Alfred H.

Good post. One correction, though. Actually, Victoria is his daughter.


It's done! Thank you, thank you for the suggestion. What fun!


Here's a "stream-of-consciousness" style comparison of the two based on previous listens. Not trying at all to demean these episodes as IMO they're well written and well performed: MAIN PLOTLINE: GHOSTS OF YESTERDAY: An American woman who as a little girl was the lone survivor of a Belgian village flattened by the Nazis to set an example finds herself in the position of possibly confronting the commanding officer of that action, a man who may be her husband's future business partner. MEMORY KILLERS: An American public relations executive, also a WWII USAF officer veteran who was shot down over Germany and imprisoned by the Nazis, semi-reluctantly takes a job helping a German automaker which is a client of his firm (can you say "Fahrvergnugen" (sic?)). While working for the family-run auto business he falls in love with a fraulein who is an executive with the firm, but comes to believe that her brother, also an exec, may have been the CO of the stockade in which he was imprisoned (and where many of his fellow officers died). PLOT DEVELOPMENT: GHOSTS OF YESTERDAY: We get the impending storyline telegraphed from the beginning (in a scene which reminds me a bit of the initial confrontation in the Dustin Hoffman movie Marathon Man, albeit with a survivor). MEMORY KILLERS: Slow developing, but once the initial plot twist "hits" it gets progressively more interesting. THE "GHOSTS" GHOSTS OF YESTERDAY: Leon Janney, as another victim of the Nazis who alerts Teri Keane's character of the possible danger, says words which reverberate in her memory. MEMORY KILLERS: Nat Polen, as a fellow officer who essentially dies in Bell's arms after being "all busted up inside" by Nazi torture, implores Bell to kill the Nazi CO to avenge his and their colleagues' death. BEST LINES REPEATED AT LEAST TWICE IN A ROW: GHOSTS OF YESTERDAY: "Love you." (Russel Horton as the husband). "Love you." (Teri Keane as the wife). MEMORY KILLERS: "Did I...ever...kill...anyone? Did I...ever...kill...anyone?" (Ralph Bell's character.) BEST CBSRMT MUSIC BEDS: GHOSTS OF YESTERDAY: Can't remember but I'm sure there were some...after all, this is the CBSRMT. MEMORY KILLERS: The brass-dominated music bed which begins to be played immediately when Ralph Bell starts saying the words above. It seems to me I recall a similar such music bed in the always-excellent The Adventures Of Jonny Quest from the 60s. This is followed by a four-note, mysterious repeating score when Robert Dryden says the very same phrase. CHARACTER DEVELOPMENT: GHOSTS OF YESTERDAY: Ms. Keane plays a woman who sounds like a country club, bordering-on-prejudiced-against-those-beneath-her ( as the Nazis took to the extreme form) suburban wife married to an up and coming executive, and plays it well for a 1 hour radio drama, IMO. MEMORY KILLERS: Mr. Bell adequately conveys an apparently middle-aged widower who visits Germany and is pleasantly surprised to find a thriving, post-reconstruction country which isn't "gray" anymore as it was after the war. ARE THE ENDINGS DIFFERENT? Think I'm gonna divulge that? ">)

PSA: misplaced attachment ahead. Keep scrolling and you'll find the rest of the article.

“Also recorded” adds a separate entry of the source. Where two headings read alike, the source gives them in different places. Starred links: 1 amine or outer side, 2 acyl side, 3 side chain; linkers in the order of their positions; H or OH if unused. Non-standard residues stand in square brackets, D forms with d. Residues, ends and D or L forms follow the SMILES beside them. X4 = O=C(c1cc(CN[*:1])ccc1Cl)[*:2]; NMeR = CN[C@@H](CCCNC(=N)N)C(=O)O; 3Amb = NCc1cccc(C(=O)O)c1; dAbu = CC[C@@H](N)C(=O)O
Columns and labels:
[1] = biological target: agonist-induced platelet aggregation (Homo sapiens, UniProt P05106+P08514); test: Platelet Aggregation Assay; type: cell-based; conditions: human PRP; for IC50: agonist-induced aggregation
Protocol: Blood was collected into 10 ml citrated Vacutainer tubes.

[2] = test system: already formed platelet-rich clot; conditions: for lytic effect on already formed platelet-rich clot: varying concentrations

Mr. King

Leave a comment